And, as befits two members of seminal Dutch avant garde band Minny Pops, we also get a Minny Pops track – Kogel – but one stripped of its icy punch and replaced with a sort of abstract, Arabic funk.
I like Smalts – they make quirky, sometimes downright strange music, which can also be balanced out by some very elegant and beautiful passages. This mild musical schizophrenia is in part due to the fact that the band takes as their texts the works of various poets and creates scores for them: not an easy task – as the musicians have to be on their toes throughout: every score has to be extra-sensitive to the message, otherwise you may not do the words justice. This method of working can make some of the music jittery or downright daft, but when it comes off it’s an incredibly charming listen.
Their latest LP It’s Good to Be on A Well-Run Ship is an odd record about an odd subject - about the sinking of the Russian submarine Kursk a few years back. When you graft poems by Walter de La Mare, Christina Rosetti and WB Yeats onto this theme the results can take a little time to make sense but can surprise when they do come off: Salley Gardens is a gloopy opener which somehow seems too humorous to be the soundtrack of a WB Yeats poem, (though that can’t be a bad thing surely?)… but the De La Mare number – Some One - works perfectly; De La Mare’s gothic vision fits the ghostly, cold atmosphere created by the music. Rosetti’s works well too, in a slightly off kilter manner, it’s almost like a psychedelic lament in a camp Hammer Horror film. Very Lee Hazlewood….
There are a fair number of sparkly and sometimes silly instrumentals such as Zuwasi, Silver Hours and Low, which seem to nod in style to the German electro masters such as Czukay, Plank, Schnitzler or Rodelius - but of course this is fine by us. Certainly there’s a lot of the playfulness on this record that would fit snugly on a Holger Czuckay LP; (the same “anything goes” élan is also noticeable on tracks like Click, Flying or Dance With Me). And, as befits two members of seminal Dutch avant garde band Minny Pops, we also get a Minny Pops track – Kogel – but one stripped of its icy punch and replaced with a sort of abstract, Arabic funk.
The other record is Nevelglans, a far more refined affair which isn’t as sparky as …Ship but worth a listen and a sit down over a cup of tea. The Dutch word nevelglans means (roughly) the mistbanks you get at sunrise or sunset. At times the record sounds like a Sunday morning radio programme which can mean things are either very nice or a bit flat, and the opener is just ok, so patience is needed. However once you’re past that things pick up, albeit gently with the aid of some fine readings and some clever instrumentation – the rippling piano run makes De Hemel Is Leeg is a fine example of a particular element or sonic phrase informing everything else – in this case the piano part pulls the whole track up by its musical bootstraps.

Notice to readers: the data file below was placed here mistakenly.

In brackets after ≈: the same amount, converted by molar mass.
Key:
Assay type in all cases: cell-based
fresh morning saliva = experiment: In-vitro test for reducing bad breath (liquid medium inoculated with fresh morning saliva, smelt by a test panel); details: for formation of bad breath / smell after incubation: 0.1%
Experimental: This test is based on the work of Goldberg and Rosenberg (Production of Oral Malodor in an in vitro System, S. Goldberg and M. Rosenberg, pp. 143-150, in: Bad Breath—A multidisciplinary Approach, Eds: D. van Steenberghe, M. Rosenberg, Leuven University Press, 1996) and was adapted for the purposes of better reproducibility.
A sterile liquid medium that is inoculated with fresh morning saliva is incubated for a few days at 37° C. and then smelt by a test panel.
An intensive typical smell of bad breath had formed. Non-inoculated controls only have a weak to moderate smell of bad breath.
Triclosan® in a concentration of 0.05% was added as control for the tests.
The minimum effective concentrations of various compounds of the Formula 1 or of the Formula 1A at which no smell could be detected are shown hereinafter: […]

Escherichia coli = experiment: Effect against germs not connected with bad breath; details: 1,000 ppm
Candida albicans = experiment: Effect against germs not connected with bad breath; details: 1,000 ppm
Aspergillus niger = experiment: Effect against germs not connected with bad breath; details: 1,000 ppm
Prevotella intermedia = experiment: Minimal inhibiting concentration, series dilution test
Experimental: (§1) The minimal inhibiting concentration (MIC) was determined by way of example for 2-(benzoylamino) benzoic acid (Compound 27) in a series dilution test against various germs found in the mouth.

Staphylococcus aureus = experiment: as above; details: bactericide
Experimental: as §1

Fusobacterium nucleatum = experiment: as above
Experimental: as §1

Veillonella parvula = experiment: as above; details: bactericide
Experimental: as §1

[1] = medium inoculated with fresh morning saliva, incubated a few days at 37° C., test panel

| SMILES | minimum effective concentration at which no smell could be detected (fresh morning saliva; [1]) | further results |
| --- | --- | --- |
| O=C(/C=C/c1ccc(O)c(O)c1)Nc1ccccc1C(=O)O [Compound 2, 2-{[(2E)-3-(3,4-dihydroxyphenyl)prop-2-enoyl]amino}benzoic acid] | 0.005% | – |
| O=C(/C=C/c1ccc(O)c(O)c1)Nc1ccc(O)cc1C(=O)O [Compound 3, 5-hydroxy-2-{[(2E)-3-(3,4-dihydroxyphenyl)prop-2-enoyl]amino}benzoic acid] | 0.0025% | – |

For the English listener unused to Dutch half the LP is rendered pretty meaningless unless – like me – you actively like listening to music with indecipherable lyrics or strange languages, and if so you should enjoy this LP as a sort of exercise in how to make a nominally uninteresting project (reflective poems set to music) interesting instrumentally, as Smalts really throw in the kitchen sink at times: Medium and Ik Ging in Statie Naar De Stad are good examples. Smalts’ instrumentals can sometimes transcend all matters around them too - Nevelglans is a lovely melancholy piece, not so far away from Cluster’s Sowiesoso - as is the musical accompaniment on the whimsical Op Het Kerkhof. Elsewhere De Grote Lijster and Vriendin are slightly psyched-out pieces but the absolute highlight for us is the lovely Adultrous which is both funny and incredibly bittersweet at the same time.
So not anything hip-shaking but you’ll find yourself playing these LPs a lot if you give them a chance.